What is it?
The Culture Strategy sets an ambitious roadmap to celebrate the city’s diverse cultures and create an environment where they can thrive alongside growing the city’s international reputation for culture. This is particularly important for children and young people and how we empower them to create the cultures of our future whilst understanding, valuing and respecting those of our past.
The Leeds Curriculum is a key project for the Culture Strategy and is the first programme to grow out of the Arts Council’s Local Cultural Education Partnerships focusing on the role of arts and culture in developing the individual life chances of children and young people in Leeds. Focusing specifically on primary schools, the Leeds Curriculum offers one opportunity to redress the balance of the curriculum in schools which face increasing pressure from national policy changes to move away from arts education.
On 14 June 2018, Leeds Museums and Galleries launched the brand new, place-based Leeds Curriculum, along with the redeveloped national MyLearning.org teaching resource website. Drawing on resources, archives and stories from across more than 40 culture and arts organisations, the curriculum is a one-stop shop resource for primary school teachers featuring 50 stories about the diverse cultures of Leeds that they can use to teach any subject.
The curriculum is designed to be woven into the syllabus, using the cultural stories of our city across subjects of Maths, Science, History, English and more. Although place-based curriculums do exist elsewhere in the UK this is the first of its kind in terms of collaboration and the breadth of stories offered through the programme, which is also supported by a lending scheme utilising the Leeds Museums and Galleries extensive collection.
Kate Fellows, Lifelong Learning Manager at Leeds Museums and Galleries hopes that all primary school children in the city will be able to benefit from the Leeds Curriculum. She said: “We are really leading the way forward. So much hard work has gone into developing and designing the Leeds Curriculum from everyone involved and I’m delighted that children across the city will now have access to a wealth of resources which will help them to discover more about their home.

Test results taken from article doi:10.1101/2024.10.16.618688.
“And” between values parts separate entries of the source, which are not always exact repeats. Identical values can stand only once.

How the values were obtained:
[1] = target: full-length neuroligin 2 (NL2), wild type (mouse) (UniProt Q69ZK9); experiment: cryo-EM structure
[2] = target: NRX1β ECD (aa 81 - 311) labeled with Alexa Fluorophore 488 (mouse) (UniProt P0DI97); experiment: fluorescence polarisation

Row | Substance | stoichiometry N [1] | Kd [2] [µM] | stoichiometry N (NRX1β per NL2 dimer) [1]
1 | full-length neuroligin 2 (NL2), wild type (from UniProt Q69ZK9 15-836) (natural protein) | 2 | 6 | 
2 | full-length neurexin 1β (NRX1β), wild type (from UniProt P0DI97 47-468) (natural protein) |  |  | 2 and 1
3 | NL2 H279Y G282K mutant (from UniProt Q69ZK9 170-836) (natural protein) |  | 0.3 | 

“Place-based curriculums, like this one, are proven to raise attainment. Arts and culture are not an added extra; they are a fundamental way of delivering curriculum goals, helping with children’s health and wellbeing and helping to create well-rounded individuals. Research has shown that children who participate in the arts are three times more likely to get a degree and three times more likely to vote when they grow up.”
The curriculum is designed to not only inform and engage children and young people in the cultures of the city but to inspire the future culture makers who will put Leeds on the map alongside these stories which include everything from a pre-historic hippo in Armley and spooky ghosts that walk the halls of Temple Newsam to Nadine Senior, an inspiring and visionary dance teacher in Harehills who founded Northern School of Contemporary Dance.
Which Leeds Culture Strategy Aims & Objectives will it deliver?
- For people, whatever their background, to be supported to be creative through school, informal learning, training, volunteering and employment, ensuring that culture can be created and experienced by anyone.
- Value and respect artists and creativity considering both vital to the growth and prosperity of Leeds and ensuring that they are promoted as part of our diverse economy.
- For the city to value and prioritise cultural activity, utilising it as a means of improving the quality of life experienced by every person and every community in Leeds.
Which Leeds Culture Strategy Area of Focus does it serve?:
- A City of Creators
Kate Fellows email@example.com